“Fast Forward: Painting from the 1980s presents a focused look at painting from this decade with works drawn entirely from the Museum’s collection.

In the 1980s, painting recaptured the imagination of the contemporary art world against a backdrop of expansive change. An unprecedented number of galleries appeared on the scene, particularly in downtown New York. Groundbreaking exhibitions—that blurred distinctions between high and low art—were presented at alternative and artist-run spaces. New mediums, including video and installation art, were on the rise. Yet despite the growing popularity of photography and video, many artists actively embraced painting, freely exploring its bold physicality and unique capacity for expression and innovation.

The exhibition includes work by artists often identified with this explosive period—Jean-Michel Basquiat, Sherrie Levine, David Salle, and Julian Schnabel—as well as by several lesser-known painters. These artists explored the traditions of figuration and history painting, and offered new interpretations of abstraction. Many addressed fundamental questions about artmaking in their work, while others took on political issues including AIDS, feminism, gentrification, and war. In the face of a media-saturated environment, artists in the 1980s recommitted to painting. Far from dead, painting came to represent an important intersection between new ways of seeing and a seemingly traditional way of making art.”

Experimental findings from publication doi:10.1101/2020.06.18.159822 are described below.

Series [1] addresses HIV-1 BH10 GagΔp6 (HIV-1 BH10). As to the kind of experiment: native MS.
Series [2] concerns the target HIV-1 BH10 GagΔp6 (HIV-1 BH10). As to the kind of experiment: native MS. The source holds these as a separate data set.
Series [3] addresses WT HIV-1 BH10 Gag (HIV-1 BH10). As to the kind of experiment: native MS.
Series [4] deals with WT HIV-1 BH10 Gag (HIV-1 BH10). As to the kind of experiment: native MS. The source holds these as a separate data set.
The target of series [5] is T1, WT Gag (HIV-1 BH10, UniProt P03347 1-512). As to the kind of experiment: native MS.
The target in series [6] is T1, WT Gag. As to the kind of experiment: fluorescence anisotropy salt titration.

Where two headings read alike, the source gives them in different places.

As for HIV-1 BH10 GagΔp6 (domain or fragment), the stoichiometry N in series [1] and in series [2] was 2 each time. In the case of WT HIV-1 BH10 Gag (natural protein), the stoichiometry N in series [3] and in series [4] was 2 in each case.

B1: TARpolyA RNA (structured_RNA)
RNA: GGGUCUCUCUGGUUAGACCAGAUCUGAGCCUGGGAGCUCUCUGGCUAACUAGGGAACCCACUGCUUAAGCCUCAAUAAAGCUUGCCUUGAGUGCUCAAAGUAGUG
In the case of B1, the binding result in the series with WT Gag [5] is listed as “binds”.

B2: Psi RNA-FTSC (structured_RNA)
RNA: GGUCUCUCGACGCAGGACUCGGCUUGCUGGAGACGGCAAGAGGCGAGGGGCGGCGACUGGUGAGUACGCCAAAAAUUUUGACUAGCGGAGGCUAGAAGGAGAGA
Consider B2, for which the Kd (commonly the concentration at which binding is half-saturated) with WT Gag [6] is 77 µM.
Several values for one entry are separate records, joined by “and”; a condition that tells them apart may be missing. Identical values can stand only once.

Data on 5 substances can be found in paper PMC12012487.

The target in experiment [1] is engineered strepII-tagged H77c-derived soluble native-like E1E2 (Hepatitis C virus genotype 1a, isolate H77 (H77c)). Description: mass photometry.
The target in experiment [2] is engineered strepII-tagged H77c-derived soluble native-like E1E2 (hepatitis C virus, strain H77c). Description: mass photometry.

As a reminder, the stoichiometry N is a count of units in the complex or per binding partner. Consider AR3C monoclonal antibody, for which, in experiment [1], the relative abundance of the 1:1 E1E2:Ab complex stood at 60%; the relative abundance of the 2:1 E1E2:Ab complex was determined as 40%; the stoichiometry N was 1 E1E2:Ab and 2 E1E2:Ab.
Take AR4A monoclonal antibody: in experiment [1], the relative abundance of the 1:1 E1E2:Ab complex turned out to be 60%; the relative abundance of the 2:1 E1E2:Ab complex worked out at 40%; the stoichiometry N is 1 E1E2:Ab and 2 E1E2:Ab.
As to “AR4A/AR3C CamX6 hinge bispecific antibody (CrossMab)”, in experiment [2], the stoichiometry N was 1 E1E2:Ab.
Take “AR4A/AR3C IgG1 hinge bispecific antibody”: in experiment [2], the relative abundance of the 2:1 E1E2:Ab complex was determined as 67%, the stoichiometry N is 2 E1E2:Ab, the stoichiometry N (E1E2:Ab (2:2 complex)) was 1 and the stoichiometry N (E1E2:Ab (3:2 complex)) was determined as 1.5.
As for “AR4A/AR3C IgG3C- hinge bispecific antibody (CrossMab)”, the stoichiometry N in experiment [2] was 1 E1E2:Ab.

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For other selected Museum and Gallery Special Exhibitions see Recent Posts in right sidebar dated 02/17 and 02/15.